Last year, a Durham Human Relations Commission report concluded that city police, either consciously or unconsciously, engaged in racial profiling. As the result of those findings—which DPD disputed—and other recommendations to increase transparency, the department is tracking more fine-grained data to determine if racial bias is occurring in traffic stops.
For example, officers who stop at least 25 vehicles and have at least a 75 percent stop rate for minorities are given additional scrutiny, including location, time, enforcement action and random reviews of in-car camera video.
Of the DPD's 512 officers, 21 had a stop rate that triggered further analysis. According to a DPD vehicle-stop summary, 16 of those officers worked in either District 1 or District 4, which, according to census data, have high minority populations.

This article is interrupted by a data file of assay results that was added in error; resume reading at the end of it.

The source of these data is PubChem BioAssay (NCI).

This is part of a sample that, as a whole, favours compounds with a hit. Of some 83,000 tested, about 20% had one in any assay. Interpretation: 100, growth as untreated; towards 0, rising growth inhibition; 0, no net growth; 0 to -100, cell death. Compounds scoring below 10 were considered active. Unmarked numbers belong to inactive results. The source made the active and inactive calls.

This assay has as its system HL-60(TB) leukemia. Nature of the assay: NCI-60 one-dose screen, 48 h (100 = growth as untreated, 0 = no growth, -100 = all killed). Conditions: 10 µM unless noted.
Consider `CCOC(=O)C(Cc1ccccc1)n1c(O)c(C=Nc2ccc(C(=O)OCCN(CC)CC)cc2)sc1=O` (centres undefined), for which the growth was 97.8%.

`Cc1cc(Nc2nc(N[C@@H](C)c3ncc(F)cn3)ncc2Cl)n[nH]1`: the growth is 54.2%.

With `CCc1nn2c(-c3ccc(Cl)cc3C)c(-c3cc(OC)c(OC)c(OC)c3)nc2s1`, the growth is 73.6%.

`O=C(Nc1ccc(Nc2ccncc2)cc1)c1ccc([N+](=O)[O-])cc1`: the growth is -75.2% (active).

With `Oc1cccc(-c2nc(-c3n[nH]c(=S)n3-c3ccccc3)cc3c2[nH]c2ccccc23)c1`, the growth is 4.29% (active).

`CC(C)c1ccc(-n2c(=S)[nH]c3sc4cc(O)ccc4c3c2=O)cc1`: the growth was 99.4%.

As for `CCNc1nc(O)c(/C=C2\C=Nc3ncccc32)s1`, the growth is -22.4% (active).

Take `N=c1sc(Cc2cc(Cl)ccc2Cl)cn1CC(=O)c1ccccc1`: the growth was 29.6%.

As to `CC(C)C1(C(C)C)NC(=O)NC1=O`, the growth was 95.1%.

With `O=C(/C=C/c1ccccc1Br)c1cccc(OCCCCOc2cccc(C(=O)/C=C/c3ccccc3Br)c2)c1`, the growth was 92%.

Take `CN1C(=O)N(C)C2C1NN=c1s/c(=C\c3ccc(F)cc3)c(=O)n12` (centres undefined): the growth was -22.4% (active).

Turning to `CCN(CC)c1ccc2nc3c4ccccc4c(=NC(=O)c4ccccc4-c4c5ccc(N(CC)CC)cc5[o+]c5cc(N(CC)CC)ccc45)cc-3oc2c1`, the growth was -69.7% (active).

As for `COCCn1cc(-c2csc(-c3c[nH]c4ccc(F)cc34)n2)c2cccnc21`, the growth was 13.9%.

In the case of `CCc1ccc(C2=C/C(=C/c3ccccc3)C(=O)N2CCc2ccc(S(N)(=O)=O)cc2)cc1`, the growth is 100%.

The FADE Coalition and other groups critical of DPD point out that the percentage of black drivers stopped (nearly 60 percent) is disproportionate to the city's overall black population (40 percent).
However, DPD countered that racial bias does not contribute to traffic stops, stating that "we show no evidence of unexplainable disparities of stops, with officers stopping vehicles consistent with the demographics and crime statistics of their assignments."
*Since October, DPD officers have been required to get written consent for searches.